Tuesday, June 2, 2020

*Book Tour & Giveaway* Margaret of Wessex by Laurel A Rockefeller-GUEST POST

Margaret of Wessex 
The Legendary Women of World History Book 10 
by Laurel A. Rockefeller 
Genre: Historical Fiction 

The 11th century was a dangerous time to be of the line unbroken of King Æthelred II Unread and his first queen, Æfgifu of York. Born in Hungary after King Canute III's failed attempt to murder her father, Edward the Exile, Margaret found her life turned upside down by King Edward the Confessor's discovery of her father's survival -- and the resulting recall of her family to England.

Now a political hostage only kept alive for as long as it served powerful men's interests, Margaret and her family found King Máel Coluim mac Donnchadh Ceann Mhor (Malcolm III Canmore)'s invitation to his court in Dunfermline in Alba the long-awaited answer to her prayers.

Scotland would never be the same again.

Includes two family tree charts, an expansive timeline covering over three thousand years of Pictish and medieval history, plus Roman Catholic prayers, and a bibliography so you can keep learning. 

**Special Promo!** 

There are now TEXTBOOK versions of most of the Legendary Women of History series On sale for 99 cents versus $2.99 for the regular editions. The textbook versions add study questions to each chapter of the biographies. 

You can find all the textbook editions at https://www.amazon.com/gp/product/B087CVGB1T

or on my website at https://bit.ly/LARtextbooks

Sale ends June 30th!

Born, raised, and educated in Lincoln, Nebraska USA Laurel A. Rockefeller is author of over twenty-five books published and self-published since August, 2012 with editions spanning across ten languages and counting. A dedicated scholar and biographical historian, Ms. Rockefeller is passionate about education and improving history literacy worldwide.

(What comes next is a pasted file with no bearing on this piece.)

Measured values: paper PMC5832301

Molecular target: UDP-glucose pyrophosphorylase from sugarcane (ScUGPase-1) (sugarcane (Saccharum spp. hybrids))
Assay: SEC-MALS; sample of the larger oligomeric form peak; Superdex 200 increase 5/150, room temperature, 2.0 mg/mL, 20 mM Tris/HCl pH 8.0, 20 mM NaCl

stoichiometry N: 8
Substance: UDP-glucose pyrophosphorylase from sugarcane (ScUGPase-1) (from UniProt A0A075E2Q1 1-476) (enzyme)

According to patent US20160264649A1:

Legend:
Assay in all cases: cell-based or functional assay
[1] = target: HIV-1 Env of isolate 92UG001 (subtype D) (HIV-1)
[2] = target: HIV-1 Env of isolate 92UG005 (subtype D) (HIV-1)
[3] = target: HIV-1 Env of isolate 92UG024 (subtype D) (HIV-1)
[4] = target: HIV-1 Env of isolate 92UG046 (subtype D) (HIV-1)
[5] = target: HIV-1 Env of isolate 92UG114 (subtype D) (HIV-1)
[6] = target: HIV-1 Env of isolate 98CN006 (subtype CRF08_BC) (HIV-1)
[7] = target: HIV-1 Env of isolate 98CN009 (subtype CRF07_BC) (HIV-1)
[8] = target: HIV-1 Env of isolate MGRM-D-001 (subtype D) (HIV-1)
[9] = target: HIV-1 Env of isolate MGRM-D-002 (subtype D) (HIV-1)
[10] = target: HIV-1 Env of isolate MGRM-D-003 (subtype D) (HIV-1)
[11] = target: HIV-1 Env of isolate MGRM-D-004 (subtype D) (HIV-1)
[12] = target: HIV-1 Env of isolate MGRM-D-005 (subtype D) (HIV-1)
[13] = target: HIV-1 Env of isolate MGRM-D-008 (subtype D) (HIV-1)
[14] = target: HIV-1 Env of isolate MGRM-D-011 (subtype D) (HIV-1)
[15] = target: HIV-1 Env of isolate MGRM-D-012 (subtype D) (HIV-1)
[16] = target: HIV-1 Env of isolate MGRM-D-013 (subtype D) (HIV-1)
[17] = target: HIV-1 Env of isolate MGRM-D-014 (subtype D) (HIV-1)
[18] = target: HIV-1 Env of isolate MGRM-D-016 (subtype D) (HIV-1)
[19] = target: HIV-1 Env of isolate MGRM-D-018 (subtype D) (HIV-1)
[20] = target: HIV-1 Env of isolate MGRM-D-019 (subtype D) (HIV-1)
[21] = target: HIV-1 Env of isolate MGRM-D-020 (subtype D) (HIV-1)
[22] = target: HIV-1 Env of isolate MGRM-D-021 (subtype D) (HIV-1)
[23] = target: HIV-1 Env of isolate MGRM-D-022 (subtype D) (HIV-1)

With her lyrical writing style, Laurel's books are as beautiful to read as they are informative.

In her spare time, Laurel enjoys spending time with her cockatiels, travelling to historic places, and watching classic motion pictures and classic television series. Favorites: Star Trek, Doctor Who, and Babylon 5.

Laurel proudly supports Health in Harmony, The Arbor Day Foundation, and other charities working to protect and re- plant forests globally. 

Five Fun Facts from Medieval Alba
By Laurel A. Rockefeller

I love the middle ages. History always has surprises around the corner for you, as I learned writing “Margaret of Wessex: Mother, Saint, and Queen of Scots.” Here are five fun facts from medieval Alba.

  1. Scotland. Believe it or not, the people of Scotland did not refer to their country as Scotland until circa 1368 and the Wars of Independence against English conquest. The English named the country Scotland, a reference to the Scotti or Scots of the short-lived tiny kingdom of Dál Riata (also spelled Dalriada) which occupied modern-day Argyll and most of the Hebrides Islands. The Scotti spoke Gaelic, a Celtic language referencing the Irish Gaels. Being Irish, not Brythonic, it likely differed slightly from the language of the Picts – the Brythonic natives to “Scotland.” In 840 CE Cináed mac Ailpín (Kenneth I MacAlpin), the son of King Ailpín of Dál Riata and a Pictish princess merged Dál Riata into his Pictish kingdom, naming the unified kingdom “Alba.” As part of the merger, Kenneth moved his government, including all documents, religious relics, and personnel to his capital in Scone—including the famous Stone of Destiny now associated with Scone. A few weeks later, Viking invaders from Ireland destroyed Dál Riata. Very few actual Scots lived in Alba, perhaps 10% of the population, making “Scotland” ethnically overwhelmingly Pictish. Linguistically, Gaelic and the Pictish languages fused together (just as English evolved as a fusion of Brythonic languages, Latin, Germanic dialects, and Danish). But though we call the language “Gaelic” the probabilities are highest that “Gaelic” is mostly a modern version of Pictish.